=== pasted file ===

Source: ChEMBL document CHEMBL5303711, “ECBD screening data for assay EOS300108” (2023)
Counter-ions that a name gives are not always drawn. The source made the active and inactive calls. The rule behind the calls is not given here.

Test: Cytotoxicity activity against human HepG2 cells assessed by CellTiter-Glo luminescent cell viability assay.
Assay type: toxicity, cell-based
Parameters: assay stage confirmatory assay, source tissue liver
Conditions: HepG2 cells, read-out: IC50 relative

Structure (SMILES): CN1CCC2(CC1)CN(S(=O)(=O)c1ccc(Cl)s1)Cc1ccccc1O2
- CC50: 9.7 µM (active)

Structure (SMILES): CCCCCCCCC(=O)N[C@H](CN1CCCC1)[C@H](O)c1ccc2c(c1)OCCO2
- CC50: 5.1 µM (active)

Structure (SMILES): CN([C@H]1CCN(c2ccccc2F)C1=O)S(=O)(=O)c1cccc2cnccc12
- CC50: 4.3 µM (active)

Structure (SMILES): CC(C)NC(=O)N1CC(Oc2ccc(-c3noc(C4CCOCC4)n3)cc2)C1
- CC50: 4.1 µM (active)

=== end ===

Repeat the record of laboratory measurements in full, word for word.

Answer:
Source: ChEMBL document CHEMBL5303711, “ECBD screening data for assay EOS300108” (2023)
Counter-ions that a name gives are not always drawn. The source made the active and inactive calls. The rule behind the calls is not given here.

Test: Cytotoxicity activity against human HepG2 cells assessed by CellTiter-Glo luminescent cell viability assay.
Assay type: toxicity, cell-based
Parameters: assay stage confirmatory assay, source tissue liver
Conditions: HepG2 cells, read-out: IC50 relative

Structure (SMILES): CN1CCC2(CC1)CN(S(=O)(=O)c1ccc(Cl)s1)Cc1ccccc1O2
- CC50: 9.7 µM (active)

Structure (SMILES): CCCCCCCCC(=O)N[C@H](CN1CCCC1)[C@H](O)c1ccc2c(c1)OCCO2
- CC50: 5.1 µM (active)

Structure (SMILES): CN([C@H]1CCN(c2ccccc2F)C1=O)S(=O)(=O)c1cccc2cnccc12
- CC50: 4.3 µM (active)

Structure (SMILES): CC(C)NC(=O)N1CC(Oc2ccc(-c3noc(C4CCOCC4)n3)cc2)C1
- CC50: 4.1 µM (active)